• BobinOz February 9, 2016, 11:54 pm |

      I agree with you, it’s really nothing to do with the time, if people want to fight they will fight whenever they want.

      When I was a youth, in the UK pubs would shut 11 PM, so people would fight sometime around midnight. Change the pub closing hours to 1 AM, then they just fight in the early hours of the morning.

      One would have thought that if you could keep the bars open till 5 AM, people would be just too tired to fight, but no, the government thinks it’s a good idea to shut the bars earlier.

      The recent one punch death tragedy that took place in Brisbane occurred, apparently, at 3:30 AM. Do our politicians really think that if they shut the bars at 2 AM they could have saved that? They are even suggesting that some bars can stay open till 3 AM with a 1 AM lockout, how would have that helped?

      The time matters not, violent thugs are violent thugs, they don’t care what the time is and it’s those thugs who need to be controlled, not closing hours.

  • Frank Gilling February 9, 2016, 5:52 pm |

    Hi Bob, I guess my age is going to cloud my response and will probably cloud your reply. When I was a youth living in Sydney, bars etc closed by 1am. What has changed where you need to go drinking until 5am? What is wrong with going out to dinner then dancing and a few drinks and finish by 1am. You are correct there are incidents in all cities where alcohol is enjoyed. We should not forget the distress of the family and friends of the person killed. Of course the family and friends of the aggressor will go through distress. I am a survivor of alcohol fuelled one punch “King Hit” aggression which knocked me unconscious. The aggressor was drinking… I was not. I think you will find that most of the aggression came from a person affected by alcohol on somebody who was not. Who cares about the feelings of those who want to go and get drunk and create chaos. I care for the victim.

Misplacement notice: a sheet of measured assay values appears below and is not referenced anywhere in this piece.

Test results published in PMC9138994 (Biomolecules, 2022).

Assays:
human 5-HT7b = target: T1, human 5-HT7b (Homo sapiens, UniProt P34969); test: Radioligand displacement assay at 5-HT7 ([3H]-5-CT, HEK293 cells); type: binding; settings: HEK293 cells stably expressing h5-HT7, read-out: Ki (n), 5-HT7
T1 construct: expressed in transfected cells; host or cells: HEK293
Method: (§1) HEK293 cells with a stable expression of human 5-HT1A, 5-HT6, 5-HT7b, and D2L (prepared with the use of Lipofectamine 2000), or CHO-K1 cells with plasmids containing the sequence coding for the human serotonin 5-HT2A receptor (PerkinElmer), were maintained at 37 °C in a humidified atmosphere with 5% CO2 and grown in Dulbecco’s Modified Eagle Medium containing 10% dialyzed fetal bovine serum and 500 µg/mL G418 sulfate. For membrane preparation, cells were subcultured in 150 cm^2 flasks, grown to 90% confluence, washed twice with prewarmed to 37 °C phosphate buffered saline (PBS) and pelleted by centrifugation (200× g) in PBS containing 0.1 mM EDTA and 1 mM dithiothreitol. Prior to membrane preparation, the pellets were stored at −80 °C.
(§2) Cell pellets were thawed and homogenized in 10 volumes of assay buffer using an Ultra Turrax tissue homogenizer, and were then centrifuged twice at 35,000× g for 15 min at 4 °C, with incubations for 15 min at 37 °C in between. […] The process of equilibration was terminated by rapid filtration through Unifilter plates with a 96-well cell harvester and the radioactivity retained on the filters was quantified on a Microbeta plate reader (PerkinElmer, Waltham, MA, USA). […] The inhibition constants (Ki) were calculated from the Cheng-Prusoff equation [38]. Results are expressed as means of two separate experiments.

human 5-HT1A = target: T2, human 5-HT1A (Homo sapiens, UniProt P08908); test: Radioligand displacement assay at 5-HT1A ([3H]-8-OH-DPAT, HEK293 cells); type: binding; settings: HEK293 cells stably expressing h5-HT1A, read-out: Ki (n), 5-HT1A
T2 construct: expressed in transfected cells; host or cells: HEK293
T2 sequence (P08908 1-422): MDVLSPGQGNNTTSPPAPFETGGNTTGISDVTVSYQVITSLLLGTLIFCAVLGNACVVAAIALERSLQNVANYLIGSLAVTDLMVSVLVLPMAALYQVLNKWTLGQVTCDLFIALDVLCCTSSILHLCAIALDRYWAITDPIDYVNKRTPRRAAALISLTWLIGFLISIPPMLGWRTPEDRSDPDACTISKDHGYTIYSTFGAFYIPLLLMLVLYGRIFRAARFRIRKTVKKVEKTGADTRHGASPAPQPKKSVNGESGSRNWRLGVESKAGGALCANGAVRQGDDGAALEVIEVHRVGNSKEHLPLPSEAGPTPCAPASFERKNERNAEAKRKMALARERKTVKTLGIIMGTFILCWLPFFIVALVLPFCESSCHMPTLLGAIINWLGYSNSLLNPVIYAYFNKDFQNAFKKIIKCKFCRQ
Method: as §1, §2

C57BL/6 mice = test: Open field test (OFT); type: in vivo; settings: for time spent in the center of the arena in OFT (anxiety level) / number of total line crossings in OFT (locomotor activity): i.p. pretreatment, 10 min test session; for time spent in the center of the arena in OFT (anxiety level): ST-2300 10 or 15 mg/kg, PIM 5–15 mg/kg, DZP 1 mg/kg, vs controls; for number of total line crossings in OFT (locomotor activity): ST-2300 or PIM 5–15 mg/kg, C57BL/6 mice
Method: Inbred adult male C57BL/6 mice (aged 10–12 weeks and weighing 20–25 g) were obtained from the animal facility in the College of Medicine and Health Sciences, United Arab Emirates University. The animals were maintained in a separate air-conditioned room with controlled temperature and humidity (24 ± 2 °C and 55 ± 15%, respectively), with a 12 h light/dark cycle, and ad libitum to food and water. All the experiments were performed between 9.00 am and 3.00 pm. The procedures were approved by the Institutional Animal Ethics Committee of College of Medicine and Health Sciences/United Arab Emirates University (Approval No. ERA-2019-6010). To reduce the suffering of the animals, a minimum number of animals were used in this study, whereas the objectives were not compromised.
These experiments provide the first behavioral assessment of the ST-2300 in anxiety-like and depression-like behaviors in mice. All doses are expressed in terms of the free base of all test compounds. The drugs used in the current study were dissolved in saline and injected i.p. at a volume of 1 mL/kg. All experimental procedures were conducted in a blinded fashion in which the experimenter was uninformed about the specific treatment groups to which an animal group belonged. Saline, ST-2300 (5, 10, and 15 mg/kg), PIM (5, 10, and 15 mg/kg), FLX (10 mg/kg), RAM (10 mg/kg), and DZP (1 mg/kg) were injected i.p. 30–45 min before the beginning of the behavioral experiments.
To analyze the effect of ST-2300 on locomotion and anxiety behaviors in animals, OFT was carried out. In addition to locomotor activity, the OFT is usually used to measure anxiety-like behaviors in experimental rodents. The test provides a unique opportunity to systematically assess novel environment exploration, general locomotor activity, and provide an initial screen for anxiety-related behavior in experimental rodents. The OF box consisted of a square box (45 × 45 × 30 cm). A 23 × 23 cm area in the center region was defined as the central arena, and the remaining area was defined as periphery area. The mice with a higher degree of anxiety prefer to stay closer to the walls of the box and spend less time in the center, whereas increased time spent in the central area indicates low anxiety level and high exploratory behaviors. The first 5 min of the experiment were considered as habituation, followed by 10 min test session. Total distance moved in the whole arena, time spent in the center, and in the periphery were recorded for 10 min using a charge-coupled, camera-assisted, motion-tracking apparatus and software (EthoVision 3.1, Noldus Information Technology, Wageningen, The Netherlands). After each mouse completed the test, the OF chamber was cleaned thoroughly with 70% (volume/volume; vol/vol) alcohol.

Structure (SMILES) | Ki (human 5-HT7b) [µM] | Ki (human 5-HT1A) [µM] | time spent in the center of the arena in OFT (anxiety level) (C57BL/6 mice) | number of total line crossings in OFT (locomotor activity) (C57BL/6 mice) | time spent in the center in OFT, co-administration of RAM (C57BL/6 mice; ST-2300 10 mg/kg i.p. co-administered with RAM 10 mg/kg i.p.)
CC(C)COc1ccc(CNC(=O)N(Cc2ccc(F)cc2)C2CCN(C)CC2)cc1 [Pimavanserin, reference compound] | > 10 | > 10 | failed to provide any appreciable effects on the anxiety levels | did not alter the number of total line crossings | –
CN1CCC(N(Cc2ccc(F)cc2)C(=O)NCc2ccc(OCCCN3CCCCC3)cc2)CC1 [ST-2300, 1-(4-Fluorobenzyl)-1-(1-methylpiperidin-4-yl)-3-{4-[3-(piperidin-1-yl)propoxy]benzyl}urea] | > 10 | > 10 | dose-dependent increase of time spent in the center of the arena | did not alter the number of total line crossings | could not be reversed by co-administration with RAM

• BobinOz February 9, 2016, 11:34 pm |

      Frank, like yourself, I’m not interested in drinking till 5 o’clock in the morning either. But that’s what people do these days, and it doesn’t automatically mean more violence.

      In fact, the earlier you shut the bars, the more likely there is to be trouble. For example, if all bars shut at 1 AM as they used to in the old days, then everybody drinks as much as they can before closing time meaning they are often consuming as much alcohol in a shorter space of time than if they were allowed to spread it out until 2 AM, 3 AM or even 5 AM.

      With all the bars shutting at 1 AM, they all hit the streets to make the way home at around the same time increasing the risk of violence as more people interact after heavy drinking.

      Shutting bars earlier is old thinking, and I don’t give a rats what the so-called ‘statistics’ show in this Sydney lockout thing, they are claiming a 40% or so reduction in violence, we all know that statistics can say anything we want whenever we want.

      This is all about controlling the people, and it’s wrong. The majority should not have their enjoyment ruined by the minority. Simple as.

      Have a click on the link to the Telegraph I put in my response to Ruthie below, you’ll see what happened in the UK when they gave up on these ridiculous lockout laws.

      I care for the victim every bit as much as you do, but there are better ways of protecting our citizens than this.

  • Ronny February 7, 2016, 8:30 am |

    This makes me think of the US prohibition.

    And I share the previous message about binge drinking.

    Government will encourage heavy drinkers to stay home and they will avoid to be on the streets, avoid to hit (young) strangers. Doing that the recent dramatic events would not shake the opinion again. However, domestic violence…

  • Ruthie February 6, 2016, 2:21 pm |